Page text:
One factor not noted so far – when oil hit its highs last year, the 2009 contract stayed around $40 – this time, it’s over $50 – everything out to 2011 is $50 or over (or within cents of there) – it may be irrational exuberance, but the run up is wider this time

    just to add that 2011 settled at $49.88, and 2010 over $50

    This does not mean those prices are here to stay, but that any expectation of a drop to under $40 is probably unrealistic – at least until the housing bubble bursts – having said that, if 2011 drops below $44 I’m selling my BPT – the price is too good to let it sit

  3. bear2 says:

    I don’t think anyone has done any technical analysis to support a constant price of $40 to $50/bbl out to 2011.

    For one thing, consumer demand can change a lot between now and then.

    For another thing, there is no lack of oil in the world. There is this place called Fort MacMurray, Alberta, north of Edmonton that has a trillion barrels of oil in the form of tarsand. The finding costs on it are near zero. It just has to be minded, recovered and refined. The current cost of doing that is about $28/bbl. Anything above that is pure profit. Suncor, Shell, PetroCanada all have plays there. By 2010 that area will be producing about 5M bbl/day.

    Another thing: there is no shortage of oil right now. The companies that are producing it are just demanding a premium. If there were a true resource shortage of oil, there would be very little profit between the price of oil and the cost of producing it. Right now there is a HUGE price differential, thus the HUGE profits that the oil companies are reporting right now. Yes, the major oil companies are having trouble replacing their reserves, but that is because they don’t have entrepreneurial drilling programs. The Junior oil companies do have good drilling programs and they have good reserves.

    If you are really looking for cheap oil, check out what petrokazakhstan is doing. Their finding costs are about $1/bbl and they are just getting started. If you gave a company like that lots of land, we’d be swimming in oil.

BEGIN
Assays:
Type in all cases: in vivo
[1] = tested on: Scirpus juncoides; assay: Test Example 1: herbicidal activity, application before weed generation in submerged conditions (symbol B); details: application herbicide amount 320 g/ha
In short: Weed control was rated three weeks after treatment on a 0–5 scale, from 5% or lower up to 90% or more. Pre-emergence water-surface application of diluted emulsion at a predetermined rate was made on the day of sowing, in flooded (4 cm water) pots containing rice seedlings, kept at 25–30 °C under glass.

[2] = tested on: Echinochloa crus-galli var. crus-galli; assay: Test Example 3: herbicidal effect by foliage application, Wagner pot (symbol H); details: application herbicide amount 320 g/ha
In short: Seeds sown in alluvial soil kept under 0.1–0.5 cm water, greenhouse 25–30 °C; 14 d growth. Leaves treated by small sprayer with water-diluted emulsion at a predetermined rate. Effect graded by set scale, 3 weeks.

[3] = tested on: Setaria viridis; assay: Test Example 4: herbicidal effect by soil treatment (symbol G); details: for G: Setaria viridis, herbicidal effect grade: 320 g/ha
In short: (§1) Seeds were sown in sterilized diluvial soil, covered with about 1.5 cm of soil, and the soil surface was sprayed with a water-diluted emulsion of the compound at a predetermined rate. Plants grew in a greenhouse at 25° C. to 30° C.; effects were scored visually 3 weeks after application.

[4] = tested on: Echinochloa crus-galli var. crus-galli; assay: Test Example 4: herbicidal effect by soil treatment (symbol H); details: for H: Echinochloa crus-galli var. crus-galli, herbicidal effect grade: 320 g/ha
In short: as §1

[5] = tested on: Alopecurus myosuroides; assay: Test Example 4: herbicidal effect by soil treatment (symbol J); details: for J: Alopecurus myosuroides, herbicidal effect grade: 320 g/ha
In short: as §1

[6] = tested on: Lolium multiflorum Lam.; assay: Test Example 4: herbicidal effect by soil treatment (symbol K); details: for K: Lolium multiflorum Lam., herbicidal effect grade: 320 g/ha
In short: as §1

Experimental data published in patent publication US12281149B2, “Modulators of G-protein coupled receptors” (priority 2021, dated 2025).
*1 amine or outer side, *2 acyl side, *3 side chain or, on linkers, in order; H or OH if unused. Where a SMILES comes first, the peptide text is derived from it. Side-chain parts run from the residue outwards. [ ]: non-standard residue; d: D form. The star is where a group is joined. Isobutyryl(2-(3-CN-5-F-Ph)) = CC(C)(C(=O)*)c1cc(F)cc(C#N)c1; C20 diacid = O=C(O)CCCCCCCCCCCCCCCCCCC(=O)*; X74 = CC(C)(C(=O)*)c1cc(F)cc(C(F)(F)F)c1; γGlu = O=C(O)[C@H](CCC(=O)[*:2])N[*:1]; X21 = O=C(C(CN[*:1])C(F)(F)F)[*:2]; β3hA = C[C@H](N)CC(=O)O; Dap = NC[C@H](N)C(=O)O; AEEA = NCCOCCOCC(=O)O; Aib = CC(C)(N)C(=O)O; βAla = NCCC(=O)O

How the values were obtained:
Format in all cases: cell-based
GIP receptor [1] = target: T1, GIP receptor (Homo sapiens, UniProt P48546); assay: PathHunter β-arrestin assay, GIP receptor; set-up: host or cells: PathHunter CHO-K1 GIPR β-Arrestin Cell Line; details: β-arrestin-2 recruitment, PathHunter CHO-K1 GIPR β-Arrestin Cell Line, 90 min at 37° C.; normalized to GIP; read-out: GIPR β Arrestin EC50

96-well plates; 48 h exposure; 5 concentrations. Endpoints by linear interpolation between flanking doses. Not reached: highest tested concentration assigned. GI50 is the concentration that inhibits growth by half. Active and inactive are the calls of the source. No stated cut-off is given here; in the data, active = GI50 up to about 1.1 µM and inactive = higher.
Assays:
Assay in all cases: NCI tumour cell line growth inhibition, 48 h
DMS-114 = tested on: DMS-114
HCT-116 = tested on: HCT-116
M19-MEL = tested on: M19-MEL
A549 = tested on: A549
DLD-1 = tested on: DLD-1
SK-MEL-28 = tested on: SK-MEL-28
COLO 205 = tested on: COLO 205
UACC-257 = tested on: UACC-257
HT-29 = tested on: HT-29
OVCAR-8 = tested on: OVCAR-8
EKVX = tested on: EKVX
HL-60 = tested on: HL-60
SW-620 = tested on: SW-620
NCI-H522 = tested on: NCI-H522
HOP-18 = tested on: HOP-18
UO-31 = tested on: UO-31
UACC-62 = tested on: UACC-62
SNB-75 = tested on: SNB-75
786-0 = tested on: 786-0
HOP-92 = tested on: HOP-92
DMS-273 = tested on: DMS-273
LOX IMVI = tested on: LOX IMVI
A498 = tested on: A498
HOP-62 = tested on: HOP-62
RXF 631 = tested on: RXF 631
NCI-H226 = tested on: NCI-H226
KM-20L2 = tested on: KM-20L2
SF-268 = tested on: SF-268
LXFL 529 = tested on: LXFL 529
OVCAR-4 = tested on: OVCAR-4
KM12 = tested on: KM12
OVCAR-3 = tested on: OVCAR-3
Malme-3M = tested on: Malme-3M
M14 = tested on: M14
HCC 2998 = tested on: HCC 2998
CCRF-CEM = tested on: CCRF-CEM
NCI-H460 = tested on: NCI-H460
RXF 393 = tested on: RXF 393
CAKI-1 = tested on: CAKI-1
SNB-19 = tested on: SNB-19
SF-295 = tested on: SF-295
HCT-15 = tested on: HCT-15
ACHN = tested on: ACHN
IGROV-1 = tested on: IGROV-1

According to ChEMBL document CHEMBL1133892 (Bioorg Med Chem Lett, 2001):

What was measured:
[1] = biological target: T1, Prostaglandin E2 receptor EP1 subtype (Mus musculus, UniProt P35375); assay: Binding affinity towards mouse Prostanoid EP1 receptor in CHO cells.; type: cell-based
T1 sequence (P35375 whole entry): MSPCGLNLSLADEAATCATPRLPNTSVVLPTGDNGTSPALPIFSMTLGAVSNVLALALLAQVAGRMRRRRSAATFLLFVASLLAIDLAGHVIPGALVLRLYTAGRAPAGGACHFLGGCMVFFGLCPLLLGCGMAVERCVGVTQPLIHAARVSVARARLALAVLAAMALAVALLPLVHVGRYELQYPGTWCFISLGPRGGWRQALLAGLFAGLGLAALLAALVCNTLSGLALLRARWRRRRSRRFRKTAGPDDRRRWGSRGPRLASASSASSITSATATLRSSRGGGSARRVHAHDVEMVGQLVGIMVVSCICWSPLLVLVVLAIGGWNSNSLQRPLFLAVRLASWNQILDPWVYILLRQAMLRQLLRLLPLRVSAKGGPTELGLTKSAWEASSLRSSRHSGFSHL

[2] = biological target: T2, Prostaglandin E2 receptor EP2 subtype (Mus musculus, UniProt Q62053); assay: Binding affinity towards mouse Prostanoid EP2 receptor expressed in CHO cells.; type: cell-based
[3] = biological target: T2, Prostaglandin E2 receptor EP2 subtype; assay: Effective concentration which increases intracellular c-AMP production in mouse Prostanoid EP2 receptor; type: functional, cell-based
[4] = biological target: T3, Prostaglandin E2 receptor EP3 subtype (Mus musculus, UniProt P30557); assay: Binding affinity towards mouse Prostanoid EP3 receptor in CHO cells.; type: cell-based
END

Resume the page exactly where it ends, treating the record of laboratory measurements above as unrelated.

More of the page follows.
Another thing: for many years oil companies couldn’t justify extensive drilling programs because there was no price differential between the market price and their production cost. Market was at $20/bbl and their production cost was $15/bbl. Now that the market price is at $50/bbl, they can bring a lot more oil on to production.

    The same thing will go on the demand side. For years the only thing GM could produce was a big 3800lb 200+ HP V6 car with an automatic transmission at best or an SUV with a V8 at worst. Corporate average fuel economy numbers haven’t really improved in years. That will change now that consumers have to pay a realistic price for gasoline.

    Why doesn’t anyone in the US drive a manual transmission car ? They get better fuel economy. What about a diesel car ? Have you been to Europe lately ? Fuel economy matters over there and their cars kick *ss, diesel or not.

    I think that $50 oil is just a wake up call and a good one at that as far as I am concerned. The market will adjust over the longer term. I’ll bet that oil drops down to $30 again.

  4. bear2 says:

    Sorry for the spelling mistakes. I spelled “mined” as “minded”.

  5. mh497 says:

    Petrokazakhstan as in this Petrokazakhstan?

    Let’s hope they don’t get the same lawyers as the OAO Yukos gang.

    If that’s our big hope, we’re ^&%$#@*.